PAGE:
Annotations: Ever-Expanding Community

“No daylight to separate us. Only kinship. Inching ourselves closer to creating a community of kinship such that God might recognize it. Soon we imagine, with God, this circle of compassion. Then we imagine no one standing outside of that circle, moving ourselves closer to the margins so that the margins themselves will be erased. We stand there with those whose dignity has been denied. We locate ourselves with the poor and the powerless and the voiceless. At the edges, we join the easily despised and the readily left out. We stand with the demonized so that the demonizing will stop. We situate ourselves right next to the disposable so that the day will come when we stop throwing people away.”
―Gregory Boyle, SJ, Tattoos on the Heart: The Power of Boundless Compassion

In this quote, Fr. Boyle calls us here to continually expand our community—to open that circle and position ourselves at the margins. To let others in, to stand with those who are left out, and to always be mindful of those we have not yet included.

Here at USF, we also work to continually expand our circle of compassion, to move closer to the margins, and to ask who is left out. We can see this in the University’s shift in demographics from an all-male, largely white student population after WWII to today’s much more diverse student body; in our attention to inclusive language; and in our efforts to stand with and support marginalized communities on campus, in the Bay Area, and worldwide.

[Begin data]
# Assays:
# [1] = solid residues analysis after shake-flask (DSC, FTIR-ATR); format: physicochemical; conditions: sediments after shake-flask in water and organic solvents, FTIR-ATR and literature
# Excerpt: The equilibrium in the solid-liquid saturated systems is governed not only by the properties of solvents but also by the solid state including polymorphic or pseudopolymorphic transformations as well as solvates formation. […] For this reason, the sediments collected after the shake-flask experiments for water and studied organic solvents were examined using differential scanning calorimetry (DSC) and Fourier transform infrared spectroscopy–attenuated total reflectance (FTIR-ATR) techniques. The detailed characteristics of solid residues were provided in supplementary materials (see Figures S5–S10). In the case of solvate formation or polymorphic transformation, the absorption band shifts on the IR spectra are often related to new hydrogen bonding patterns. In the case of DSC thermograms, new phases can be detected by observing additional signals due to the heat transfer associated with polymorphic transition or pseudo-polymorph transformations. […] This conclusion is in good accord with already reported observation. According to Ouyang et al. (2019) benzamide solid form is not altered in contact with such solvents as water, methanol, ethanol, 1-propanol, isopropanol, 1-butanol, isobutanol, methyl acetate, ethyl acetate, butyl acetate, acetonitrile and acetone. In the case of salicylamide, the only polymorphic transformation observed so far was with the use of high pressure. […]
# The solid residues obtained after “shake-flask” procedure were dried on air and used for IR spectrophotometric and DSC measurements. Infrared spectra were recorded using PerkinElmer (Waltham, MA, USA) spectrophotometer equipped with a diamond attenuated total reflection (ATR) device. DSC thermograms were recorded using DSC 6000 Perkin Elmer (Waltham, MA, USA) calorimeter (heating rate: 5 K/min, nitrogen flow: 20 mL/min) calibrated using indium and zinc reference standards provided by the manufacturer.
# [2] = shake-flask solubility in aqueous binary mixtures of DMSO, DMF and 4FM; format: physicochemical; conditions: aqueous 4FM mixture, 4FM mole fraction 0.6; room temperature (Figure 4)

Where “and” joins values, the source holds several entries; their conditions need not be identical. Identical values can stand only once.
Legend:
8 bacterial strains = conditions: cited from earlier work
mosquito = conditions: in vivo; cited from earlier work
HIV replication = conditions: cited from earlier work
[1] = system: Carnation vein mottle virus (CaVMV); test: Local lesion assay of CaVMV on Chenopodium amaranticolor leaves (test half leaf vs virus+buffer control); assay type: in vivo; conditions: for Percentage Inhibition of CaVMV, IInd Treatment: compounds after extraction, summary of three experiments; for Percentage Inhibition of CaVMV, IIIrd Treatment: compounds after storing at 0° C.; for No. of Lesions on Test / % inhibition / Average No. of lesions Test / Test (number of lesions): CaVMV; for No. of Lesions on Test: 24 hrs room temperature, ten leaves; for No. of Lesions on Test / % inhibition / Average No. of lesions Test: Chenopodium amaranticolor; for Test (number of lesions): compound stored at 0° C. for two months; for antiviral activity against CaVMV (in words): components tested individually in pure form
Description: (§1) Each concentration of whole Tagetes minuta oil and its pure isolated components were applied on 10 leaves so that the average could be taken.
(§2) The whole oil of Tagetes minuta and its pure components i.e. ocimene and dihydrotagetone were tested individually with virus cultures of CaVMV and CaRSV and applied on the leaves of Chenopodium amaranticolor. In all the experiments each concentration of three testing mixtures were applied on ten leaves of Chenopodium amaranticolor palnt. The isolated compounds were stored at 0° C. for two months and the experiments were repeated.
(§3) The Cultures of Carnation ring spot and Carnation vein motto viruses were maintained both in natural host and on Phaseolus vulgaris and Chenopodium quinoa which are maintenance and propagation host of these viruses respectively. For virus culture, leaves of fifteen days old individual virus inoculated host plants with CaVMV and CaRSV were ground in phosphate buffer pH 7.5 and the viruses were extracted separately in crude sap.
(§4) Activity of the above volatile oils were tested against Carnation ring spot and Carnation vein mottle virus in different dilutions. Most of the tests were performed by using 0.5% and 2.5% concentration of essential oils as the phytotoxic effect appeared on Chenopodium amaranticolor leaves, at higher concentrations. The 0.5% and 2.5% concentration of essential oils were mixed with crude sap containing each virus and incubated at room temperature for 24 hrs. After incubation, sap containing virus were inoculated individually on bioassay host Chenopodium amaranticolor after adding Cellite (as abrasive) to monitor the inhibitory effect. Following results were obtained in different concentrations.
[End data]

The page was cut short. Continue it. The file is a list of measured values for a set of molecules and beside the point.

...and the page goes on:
But as Boyle notes, this is a goal, a dream that we imagine, a vision that we work to achieve. We will never fully reach it, and so we must be continually reflective, looking beyond the boundaries of our circle to ask who is not yet included and why, and how we  might move ourselves closer to them. 

Questions for Reflection

  • Expanding our circle of compassion can be personally challenging; it might require us to rethink our perspective on others, and to ask more deeply how we can forgive and reconcile. How can you find that strength and love in yourself to expand that circle of compassion and include everyone?
  • Gregory Boyle calls on us to move to the margins, as opposed to inviting others into our world. Why is that important? How does that change in perspective affect the way in which you see yourself in relation to those who are marginalized?

Boyle, Gregory. (14 February 2010). Tattoos on the Heart: The Power of Boundless Compassion. Free Press.